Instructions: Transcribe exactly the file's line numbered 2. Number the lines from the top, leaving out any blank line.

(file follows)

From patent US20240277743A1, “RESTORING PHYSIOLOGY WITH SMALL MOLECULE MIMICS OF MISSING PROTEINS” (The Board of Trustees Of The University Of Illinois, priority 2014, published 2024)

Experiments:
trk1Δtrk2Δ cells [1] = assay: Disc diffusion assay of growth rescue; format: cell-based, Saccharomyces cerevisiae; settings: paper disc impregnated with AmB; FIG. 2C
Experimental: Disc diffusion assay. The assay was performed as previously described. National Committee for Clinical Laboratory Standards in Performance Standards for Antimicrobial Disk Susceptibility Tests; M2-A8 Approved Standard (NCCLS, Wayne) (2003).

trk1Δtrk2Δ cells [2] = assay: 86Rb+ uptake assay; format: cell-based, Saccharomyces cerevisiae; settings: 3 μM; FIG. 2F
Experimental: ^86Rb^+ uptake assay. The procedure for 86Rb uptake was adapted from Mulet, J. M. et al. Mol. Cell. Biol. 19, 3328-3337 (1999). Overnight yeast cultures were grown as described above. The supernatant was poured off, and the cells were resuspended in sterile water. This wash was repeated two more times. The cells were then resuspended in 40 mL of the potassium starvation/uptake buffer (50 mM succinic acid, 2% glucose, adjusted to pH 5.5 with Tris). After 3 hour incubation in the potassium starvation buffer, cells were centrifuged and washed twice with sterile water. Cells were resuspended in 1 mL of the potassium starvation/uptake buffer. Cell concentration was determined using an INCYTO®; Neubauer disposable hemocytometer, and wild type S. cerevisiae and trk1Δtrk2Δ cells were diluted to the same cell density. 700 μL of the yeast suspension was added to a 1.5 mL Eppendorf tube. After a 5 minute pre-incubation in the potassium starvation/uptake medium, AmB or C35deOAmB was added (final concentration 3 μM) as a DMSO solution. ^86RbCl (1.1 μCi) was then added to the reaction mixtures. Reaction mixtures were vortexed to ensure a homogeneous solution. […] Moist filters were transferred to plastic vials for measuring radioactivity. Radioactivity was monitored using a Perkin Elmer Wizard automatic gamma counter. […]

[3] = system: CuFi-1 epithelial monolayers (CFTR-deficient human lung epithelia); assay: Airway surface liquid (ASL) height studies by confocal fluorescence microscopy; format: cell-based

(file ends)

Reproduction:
Experiments: